First, if insertion into the collection is anything but a very infrequent task, then linked lists aren't a great solution for this - because finding the insertion point is an `O(N)`

operation, even for a sorted list, and hence going to end up scaling badly.

If you still need to do it, it's possible to perform insertion (unlike deletion) into a sorted list as lockless operation, with some care:

- Find insertion point,
`cur`

- Create new node (assign prev/next linkage to
`cur`

/`cur->next`

)
- Atomic op:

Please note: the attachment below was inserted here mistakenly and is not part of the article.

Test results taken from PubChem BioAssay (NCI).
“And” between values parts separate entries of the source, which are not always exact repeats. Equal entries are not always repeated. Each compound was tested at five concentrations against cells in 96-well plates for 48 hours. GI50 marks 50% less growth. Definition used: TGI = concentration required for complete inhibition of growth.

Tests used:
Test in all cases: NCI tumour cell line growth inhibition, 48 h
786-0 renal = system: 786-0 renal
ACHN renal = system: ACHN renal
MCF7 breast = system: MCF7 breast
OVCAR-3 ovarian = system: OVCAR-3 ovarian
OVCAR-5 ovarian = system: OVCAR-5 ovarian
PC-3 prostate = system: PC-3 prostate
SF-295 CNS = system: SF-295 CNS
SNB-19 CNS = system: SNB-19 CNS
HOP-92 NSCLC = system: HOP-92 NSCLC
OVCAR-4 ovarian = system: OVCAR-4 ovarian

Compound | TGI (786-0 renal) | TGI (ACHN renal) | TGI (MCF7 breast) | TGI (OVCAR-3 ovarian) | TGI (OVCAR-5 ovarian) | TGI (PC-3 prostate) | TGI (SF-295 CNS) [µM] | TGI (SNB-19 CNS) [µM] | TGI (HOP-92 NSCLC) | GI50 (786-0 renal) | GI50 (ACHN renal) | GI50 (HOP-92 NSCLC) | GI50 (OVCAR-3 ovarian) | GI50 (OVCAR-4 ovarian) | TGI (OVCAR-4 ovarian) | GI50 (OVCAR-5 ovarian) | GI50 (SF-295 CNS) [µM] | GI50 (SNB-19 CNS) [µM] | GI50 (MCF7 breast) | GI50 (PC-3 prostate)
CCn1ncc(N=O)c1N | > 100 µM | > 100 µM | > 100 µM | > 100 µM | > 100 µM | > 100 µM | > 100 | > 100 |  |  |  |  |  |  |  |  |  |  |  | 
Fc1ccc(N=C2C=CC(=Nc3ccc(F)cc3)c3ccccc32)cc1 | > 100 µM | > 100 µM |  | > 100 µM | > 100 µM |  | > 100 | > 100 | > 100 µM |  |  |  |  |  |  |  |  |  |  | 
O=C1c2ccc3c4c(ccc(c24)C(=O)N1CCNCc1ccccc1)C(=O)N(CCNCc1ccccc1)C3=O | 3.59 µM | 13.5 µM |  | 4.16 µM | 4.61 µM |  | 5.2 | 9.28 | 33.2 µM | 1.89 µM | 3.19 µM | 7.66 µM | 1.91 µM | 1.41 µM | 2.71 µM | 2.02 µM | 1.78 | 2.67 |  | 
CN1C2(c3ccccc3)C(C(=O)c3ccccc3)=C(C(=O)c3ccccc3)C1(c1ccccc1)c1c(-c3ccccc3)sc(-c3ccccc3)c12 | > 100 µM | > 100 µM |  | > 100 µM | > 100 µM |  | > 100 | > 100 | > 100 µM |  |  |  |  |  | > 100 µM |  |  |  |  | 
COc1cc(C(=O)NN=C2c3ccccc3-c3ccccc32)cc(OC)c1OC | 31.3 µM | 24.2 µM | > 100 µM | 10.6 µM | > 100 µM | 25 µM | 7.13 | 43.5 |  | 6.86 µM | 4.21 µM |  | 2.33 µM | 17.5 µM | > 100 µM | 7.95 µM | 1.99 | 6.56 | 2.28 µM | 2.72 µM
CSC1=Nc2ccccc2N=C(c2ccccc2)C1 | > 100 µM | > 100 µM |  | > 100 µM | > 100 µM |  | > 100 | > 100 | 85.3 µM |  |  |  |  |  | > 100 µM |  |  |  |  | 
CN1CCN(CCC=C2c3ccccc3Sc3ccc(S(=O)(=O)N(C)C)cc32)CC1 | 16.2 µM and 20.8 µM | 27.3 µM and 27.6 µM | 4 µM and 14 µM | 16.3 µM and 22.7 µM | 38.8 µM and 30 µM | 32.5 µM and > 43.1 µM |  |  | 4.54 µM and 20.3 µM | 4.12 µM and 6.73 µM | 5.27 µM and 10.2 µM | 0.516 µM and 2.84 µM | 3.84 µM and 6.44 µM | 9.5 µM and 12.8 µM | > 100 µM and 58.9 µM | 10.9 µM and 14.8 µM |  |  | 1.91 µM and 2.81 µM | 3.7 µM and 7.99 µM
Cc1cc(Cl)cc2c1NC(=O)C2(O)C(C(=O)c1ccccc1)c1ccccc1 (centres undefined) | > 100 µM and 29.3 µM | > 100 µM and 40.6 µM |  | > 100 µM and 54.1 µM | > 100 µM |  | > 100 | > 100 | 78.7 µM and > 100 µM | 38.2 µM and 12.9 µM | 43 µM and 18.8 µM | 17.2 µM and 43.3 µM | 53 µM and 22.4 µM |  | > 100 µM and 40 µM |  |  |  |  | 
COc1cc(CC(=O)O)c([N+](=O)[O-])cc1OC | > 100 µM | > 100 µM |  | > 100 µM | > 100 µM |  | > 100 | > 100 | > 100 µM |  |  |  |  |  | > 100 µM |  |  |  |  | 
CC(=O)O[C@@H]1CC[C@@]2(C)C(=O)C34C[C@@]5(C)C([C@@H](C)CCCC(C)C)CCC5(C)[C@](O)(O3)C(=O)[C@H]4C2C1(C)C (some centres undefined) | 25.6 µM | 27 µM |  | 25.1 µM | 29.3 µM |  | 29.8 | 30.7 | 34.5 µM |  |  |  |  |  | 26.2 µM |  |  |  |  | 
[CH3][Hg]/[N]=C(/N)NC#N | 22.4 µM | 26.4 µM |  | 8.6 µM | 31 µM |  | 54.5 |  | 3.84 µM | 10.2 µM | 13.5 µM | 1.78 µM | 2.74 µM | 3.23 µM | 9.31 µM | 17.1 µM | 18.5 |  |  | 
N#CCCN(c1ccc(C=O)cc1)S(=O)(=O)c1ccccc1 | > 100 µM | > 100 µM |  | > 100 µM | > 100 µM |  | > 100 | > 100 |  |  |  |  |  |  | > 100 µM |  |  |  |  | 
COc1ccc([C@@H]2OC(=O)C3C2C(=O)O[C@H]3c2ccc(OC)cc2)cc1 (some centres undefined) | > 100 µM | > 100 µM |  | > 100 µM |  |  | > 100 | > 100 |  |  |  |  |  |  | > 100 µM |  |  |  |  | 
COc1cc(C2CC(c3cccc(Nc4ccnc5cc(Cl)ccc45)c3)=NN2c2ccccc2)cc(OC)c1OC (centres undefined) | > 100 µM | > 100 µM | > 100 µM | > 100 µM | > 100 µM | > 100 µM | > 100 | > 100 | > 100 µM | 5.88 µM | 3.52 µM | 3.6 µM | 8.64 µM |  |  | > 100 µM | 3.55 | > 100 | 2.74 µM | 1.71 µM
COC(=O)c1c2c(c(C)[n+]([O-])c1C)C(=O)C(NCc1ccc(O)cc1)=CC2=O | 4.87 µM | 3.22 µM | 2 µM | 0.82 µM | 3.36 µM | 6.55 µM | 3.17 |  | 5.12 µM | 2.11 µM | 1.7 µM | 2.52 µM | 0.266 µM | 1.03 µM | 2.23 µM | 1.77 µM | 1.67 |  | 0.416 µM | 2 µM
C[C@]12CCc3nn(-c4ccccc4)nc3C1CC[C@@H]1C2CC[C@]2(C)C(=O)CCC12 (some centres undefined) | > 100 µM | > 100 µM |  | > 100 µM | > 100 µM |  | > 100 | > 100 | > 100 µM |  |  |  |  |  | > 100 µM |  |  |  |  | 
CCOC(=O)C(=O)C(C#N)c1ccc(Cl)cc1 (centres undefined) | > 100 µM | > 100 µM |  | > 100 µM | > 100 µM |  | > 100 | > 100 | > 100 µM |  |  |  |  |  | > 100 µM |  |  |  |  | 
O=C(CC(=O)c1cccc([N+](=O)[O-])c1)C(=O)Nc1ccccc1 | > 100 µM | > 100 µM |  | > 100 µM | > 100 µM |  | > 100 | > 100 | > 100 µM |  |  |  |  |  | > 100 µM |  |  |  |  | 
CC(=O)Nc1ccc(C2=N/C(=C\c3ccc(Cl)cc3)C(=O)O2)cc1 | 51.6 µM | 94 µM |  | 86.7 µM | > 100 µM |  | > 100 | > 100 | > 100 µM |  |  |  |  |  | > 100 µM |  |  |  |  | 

`compare_and_swap(cur->next, new, new->next);`

If fail: `if (new->value == next->value) return; // someone beat us to it`

Else: `cur = cur->next`

and repeat the dance (list is sorted, someone inserted before us)

I.e. the outcome of the attempt to link a new node in is either that we succeed, or that someone beat us to inserting the same node (in which case we're ok - it's already there), or someone inserted into a gap (i.e. existing was `N`

, `N+3`

, we tried `N+1`

, someone else succeeded `N+2`

) in which case we retry till we succeed or find 'our' node done by someone else.

It's far more difficult to synchronize deletion; lookup RCU (Read-Copy-Update) for that.